Handling issues and engine damage – are VLSFOs to blame? – Riviera Maritime Media

One year on since the shipping industry transitioned to very low sulphur fuel oil (VLSFO) and vessel owners are encountering more handling issues and engine problems than had been expected.

During Riviera’s Fuel testing in a new age webinar, on 26 November 2020, Innospec technical services engineer for marine fuel specialties Joshua Townley said there have been more engine failures and issues since the industry-wide switching to VLSFO took place.

“No one anticipated the increases in engine damage,” said Mr Townley. “Some are still suffering ongoing issues, with most damage occurring when using higher density fuels with high viscosities.”

Of all the issues and faults encountered in 2020, almost 60% are from separation failure, with another 18% from blocked filters, 14% engine damage, 7% solids in storage tanks and the rest from cold flow (or low viscosity at low temperature) issues.

“There have been more fuel handling problems on ships, especially with lower viscosity VLSFOs, mostly through blocked filters and separation failure,” said Mr Townley.

Engine problems include piston ring breakage, injector failures, liner wear and scavenge fire.

Fuel handling issues can include purifier breakdowns and fuel starvation, while storage issues can involve excessive sludge, wax formation and comingling of different fuels with varying chemical composition and qualities.

“No one anticipated the increases in engine damage”

“Separation failure is seen across all density ranges, most commonly at lower densities,” said Mr Townley. “Engine damage occurs when using higher density fuels and solids in tanks seen above densities of 940 kg/m3 and filter blocking is seen across all density ranges,” he explained.

Some of the reasons for handling issues and engine problems come from the higher paraffinic (alkane) content or single-chain hydrocarbons in VLSFO compared to HFO.

“Typical blend ratios of modern residual marine fuels show a much higher proportion of the saturate (paraffinic) component in combination with aromatics (such as benzene), which are structurally dissimilar, causing separation and instability,” said Mr Townley.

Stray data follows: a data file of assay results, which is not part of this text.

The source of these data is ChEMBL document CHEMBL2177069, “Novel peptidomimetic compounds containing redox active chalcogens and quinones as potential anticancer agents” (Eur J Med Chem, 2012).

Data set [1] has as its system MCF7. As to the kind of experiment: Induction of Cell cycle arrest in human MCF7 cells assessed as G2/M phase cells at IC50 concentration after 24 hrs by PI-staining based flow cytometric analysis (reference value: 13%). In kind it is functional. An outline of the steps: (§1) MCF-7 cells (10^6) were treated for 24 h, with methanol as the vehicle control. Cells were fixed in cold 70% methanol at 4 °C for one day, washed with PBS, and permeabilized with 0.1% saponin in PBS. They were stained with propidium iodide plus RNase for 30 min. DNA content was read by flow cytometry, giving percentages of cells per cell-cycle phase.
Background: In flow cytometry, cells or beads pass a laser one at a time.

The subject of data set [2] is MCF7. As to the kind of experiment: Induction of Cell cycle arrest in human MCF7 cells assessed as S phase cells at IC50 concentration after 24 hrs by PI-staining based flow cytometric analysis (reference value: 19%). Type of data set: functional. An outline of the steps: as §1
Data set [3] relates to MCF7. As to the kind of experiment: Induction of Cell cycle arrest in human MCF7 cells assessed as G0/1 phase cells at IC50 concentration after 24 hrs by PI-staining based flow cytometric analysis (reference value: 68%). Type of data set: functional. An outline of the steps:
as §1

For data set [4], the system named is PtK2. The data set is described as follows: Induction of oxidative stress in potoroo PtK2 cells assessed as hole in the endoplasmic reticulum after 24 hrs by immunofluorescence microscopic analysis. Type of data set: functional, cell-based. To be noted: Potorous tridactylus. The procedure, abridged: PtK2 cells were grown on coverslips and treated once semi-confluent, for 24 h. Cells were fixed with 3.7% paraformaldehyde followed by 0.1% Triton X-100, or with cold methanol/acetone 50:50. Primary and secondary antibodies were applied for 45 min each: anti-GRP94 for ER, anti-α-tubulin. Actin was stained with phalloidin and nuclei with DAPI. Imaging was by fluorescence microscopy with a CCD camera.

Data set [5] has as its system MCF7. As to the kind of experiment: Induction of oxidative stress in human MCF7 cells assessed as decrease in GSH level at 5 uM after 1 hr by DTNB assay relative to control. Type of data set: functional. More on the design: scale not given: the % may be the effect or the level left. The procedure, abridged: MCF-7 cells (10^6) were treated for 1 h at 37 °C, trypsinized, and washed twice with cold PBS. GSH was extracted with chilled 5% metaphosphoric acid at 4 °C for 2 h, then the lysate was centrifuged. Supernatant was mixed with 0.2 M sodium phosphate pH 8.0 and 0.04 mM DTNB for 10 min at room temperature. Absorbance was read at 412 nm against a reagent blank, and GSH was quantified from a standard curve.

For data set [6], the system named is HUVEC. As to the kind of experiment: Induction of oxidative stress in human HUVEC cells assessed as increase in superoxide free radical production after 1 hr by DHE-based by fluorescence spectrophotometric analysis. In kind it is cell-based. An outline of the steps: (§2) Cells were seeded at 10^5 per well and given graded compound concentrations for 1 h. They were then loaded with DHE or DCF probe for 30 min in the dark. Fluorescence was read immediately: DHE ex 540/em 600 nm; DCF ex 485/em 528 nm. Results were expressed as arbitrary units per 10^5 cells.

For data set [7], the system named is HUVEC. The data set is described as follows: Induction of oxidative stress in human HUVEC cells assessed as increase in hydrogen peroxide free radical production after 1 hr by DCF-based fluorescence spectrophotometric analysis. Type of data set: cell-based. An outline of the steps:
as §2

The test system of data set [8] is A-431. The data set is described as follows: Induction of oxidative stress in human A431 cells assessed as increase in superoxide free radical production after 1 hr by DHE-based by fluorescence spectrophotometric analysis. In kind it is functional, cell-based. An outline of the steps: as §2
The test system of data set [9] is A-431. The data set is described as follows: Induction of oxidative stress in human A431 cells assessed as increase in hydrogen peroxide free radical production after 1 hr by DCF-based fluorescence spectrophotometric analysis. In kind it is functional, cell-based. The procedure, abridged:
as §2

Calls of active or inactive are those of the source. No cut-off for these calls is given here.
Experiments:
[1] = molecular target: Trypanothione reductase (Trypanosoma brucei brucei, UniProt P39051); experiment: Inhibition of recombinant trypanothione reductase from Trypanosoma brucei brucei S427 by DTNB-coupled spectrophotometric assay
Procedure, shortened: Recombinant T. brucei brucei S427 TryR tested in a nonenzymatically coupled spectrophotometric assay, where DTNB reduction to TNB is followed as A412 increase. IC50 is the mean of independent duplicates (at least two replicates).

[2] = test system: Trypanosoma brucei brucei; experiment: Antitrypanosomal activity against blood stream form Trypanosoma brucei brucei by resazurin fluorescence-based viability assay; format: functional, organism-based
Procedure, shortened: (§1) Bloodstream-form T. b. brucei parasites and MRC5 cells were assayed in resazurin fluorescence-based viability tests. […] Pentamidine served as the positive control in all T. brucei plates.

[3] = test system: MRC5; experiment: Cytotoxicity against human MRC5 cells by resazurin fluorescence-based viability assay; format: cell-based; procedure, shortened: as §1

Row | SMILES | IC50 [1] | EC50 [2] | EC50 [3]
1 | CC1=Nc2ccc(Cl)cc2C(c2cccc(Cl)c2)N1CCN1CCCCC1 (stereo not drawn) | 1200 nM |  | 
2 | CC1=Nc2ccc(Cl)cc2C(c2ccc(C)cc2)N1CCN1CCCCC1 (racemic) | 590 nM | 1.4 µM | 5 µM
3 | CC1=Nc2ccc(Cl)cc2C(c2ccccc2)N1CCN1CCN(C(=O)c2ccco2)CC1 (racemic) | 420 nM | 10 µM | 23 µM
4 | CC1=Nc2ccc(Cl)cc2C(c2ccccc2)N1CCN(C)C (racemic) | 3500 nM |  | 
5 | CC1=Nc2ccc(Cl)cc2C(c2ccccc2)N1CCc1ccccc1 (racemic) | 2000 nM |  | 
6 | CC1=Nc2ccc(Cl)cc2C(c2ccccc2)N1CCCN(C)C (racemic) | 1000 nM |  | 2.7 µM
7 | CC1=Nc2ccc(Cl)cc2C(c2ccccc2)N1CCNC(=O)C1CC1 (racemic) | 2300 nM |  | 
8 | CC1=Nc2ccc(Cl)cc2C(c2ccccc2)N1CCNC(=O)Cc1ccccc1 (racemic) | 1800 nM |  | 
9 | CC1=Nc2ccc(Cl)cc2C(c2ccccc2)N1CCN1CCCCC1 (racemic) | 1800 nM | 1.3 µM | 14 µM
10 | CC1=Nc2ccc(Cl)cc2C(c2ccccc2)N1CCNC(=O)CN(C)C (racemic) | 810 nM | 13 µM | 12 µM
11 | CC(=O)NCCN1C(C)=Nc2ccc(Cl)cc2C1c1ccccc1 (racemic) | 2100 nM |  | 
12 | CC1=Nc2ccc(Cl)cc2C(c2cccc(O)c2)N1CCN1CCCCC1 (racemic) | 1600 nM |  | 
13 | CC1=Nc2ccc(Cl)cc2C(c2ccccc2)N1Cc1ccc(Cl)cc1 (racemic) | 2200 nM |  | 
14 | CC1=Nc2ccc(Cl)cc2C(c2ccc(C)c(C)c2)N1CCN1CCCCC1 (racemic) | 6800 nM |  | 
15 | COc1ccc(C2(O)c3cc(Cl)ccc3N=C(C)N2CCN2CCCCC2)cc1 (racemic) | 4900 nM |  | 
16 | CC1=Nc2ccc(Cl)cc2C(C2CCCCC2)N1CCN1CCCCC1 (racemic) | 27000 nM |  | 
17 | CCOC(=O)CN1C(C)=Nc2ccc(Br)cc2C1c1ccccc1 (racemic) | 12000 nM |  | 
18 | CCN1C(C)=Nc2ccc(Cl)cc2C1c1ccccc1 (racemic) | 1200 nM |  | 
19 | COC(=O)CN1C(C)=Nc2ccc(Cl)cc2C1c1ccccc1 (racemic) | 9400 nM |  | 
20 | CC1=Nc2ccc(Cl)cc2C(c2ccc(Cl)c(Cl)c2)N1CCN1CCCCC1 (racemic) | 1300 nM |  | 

“Paraffins are prone to rapid oxidation when heated, or drop out as wax in low temperatures,” he said.

This leads to cold flow issues and deterioration of VLSFO over time. Lower aromatic content in VLSFO means asphaltenes begin to agglomerate and increase in size, forming sludges in tanks and attributing to poor combustion,” said Mr Townley.

He said additives, such as Octamar, will prevent oxidation of paraffins and reduce growth of asphaltenes.

Intertek Lintec global technical manager Tracy Wardell said some of the problems shipowners have faced with VLSFO is down to where they bunker.

She said some issues come from regional differences in VLSFO quality and attributes including viscosity, density, pour point and flash point.

“Ships have to cope with variable bunkers and costs,” Ms Wardell said. “There are many instances where the fuel did not conform and there were then issues on board.”

To date this year there have been issues with piston ring failure and cylinder liner damage, deterioration of rubber seals, deposition of solids on cylinder heads and unusual fuel odours.

There are continuing problems with sludging during purification and microbial contamination.

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